Phronesis and virtue in nicomachean ethics

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2024-05

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Wolt, Daniel

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Bilkent University

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English

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Abstract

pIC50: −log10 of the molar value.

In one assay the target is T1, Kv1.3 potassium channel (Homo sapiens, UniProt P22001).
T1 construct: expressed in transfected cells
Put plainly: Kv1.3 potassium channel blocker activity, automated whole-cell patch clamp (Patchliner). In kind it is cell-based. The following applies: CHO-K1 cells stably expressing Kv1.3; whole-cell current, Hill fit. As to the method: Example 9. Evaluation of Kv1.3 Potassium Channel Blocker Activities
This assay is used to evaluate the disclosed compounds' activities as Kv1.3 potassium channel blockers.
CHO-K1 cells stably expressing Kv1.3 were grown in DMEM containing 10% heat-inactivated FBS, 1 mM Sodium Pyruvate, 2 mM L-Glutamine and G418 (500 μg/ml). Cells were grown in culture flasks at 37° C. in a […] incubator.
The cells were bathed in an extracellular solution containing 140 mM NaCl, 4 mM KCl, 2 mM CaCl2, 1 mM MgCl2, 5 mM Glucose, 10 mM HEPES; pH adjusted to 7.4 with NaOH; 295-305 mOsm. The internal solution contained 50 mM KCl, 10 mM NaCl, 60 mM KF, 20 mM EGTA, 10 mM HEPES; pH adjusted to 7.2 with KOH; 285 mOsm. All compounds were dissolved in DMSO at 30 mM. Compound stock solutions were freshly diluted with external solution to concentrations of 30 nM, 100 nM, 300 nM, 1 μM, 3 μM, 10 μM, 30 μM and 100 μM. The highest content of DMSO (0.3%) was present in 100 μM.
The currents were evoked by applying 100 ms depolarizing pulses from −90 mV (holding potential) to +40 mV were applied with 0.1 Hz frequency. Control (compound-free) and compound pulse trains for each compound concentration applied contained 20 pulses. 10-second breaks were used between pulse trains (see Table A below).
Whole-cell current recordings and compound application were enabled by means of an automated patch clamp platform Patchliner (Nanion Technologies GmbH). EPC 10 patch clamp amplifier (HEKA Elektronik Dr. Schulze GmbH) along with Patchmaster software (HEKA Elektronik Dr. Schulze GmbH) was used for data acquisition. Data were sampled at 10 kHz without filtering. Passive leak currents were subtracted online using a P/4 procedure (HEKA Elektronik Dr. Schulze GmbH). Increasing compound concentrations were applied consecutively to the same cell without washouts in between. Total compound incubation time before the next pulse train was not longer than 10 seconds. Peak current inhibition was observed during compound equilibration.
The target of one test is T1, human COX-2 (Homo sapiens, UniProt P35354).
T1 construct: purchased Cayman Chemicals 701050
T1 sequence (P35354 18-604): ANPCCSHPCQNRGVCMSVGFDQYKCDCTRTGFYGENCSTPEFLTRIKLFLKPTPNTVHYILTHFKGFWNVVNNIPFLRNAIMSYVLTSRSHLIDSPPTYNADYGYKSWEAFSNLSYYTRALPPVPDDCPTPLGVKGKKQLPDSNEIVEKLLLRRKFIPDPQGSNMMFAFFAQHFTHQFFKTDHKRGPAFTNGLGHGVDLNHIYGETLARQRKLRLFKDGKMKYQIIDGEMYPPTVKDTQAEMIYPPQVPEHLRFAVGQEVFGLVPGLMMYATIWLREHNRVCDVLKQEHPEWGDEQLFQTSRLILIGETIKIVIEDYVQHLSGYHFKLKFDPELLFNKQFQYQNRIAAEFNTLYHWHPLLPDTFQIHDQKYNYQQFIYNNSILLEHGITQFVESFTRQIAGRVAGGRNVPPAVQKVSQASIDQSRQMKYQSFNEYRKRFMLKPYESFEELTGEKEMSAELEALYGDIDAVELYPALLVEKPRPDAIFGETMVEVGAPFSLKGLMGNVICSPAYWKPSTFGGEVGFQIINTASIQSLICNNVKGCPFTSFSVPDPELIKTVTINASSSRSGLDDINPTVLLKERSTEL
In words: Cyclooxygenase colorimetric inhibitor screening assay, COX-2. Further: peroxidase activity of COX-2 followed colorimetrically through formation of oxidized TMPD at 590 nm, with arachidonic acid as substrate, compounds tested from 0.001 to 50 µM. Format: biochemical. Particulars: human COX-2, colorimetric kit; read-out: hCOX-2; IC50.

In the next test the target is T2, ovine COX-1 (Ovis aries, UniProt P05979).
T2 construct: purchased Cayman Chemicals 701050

Phronesis is the intellectual virtue of deliberating well regarding human goods. Aristotle introduces a biconditional requirement between phronesis and moral virtue; one cannot be present without the other. It seems puzzling, considering that they are different types of virtues with different tasks and acquisition processes. Therefore, a proper, detailed account of phronesis should be in accordance with what Aristotle directly says about phronesis and should shed light on the biconditional requirement. One attempt to understand phronesis is to form a parallelism between techne (art, skill, craft) and phronesis. This model attributes phronesis to power to an intellectual grasp of goodness, causal justifications, and ethical principles that underlie our actions. I argue that even though the technical conception of phronesis seems sufficient to explain why virtue requires phronesis, it fails to explain why phronesis requires virtue. Therefore, I suggest forming an analogy between empeiria (experience, knack) and phronesis that can explain both parts of the biconditional. In this empirical understanding, phronesis can be defined as an ethically significant intellectual virtue not based on cognitively high-powered reasoning but on everyday easoning equipped with experience, memory, and observation. Accordingly, I argue that the empirical conception of phronesis forms a unified dispositional state with the virtue of character for two reasons. Firstly, it weakens the strict division of labor between virtue and phronesis concerning ends and the things toward ends. Moreover, since the acquisition processes of virtue and the empirical conception of phronesis become intertwined, it seems more plausible to identify them as integrated parts of one dispositional state rather than two distinct cooperating states.

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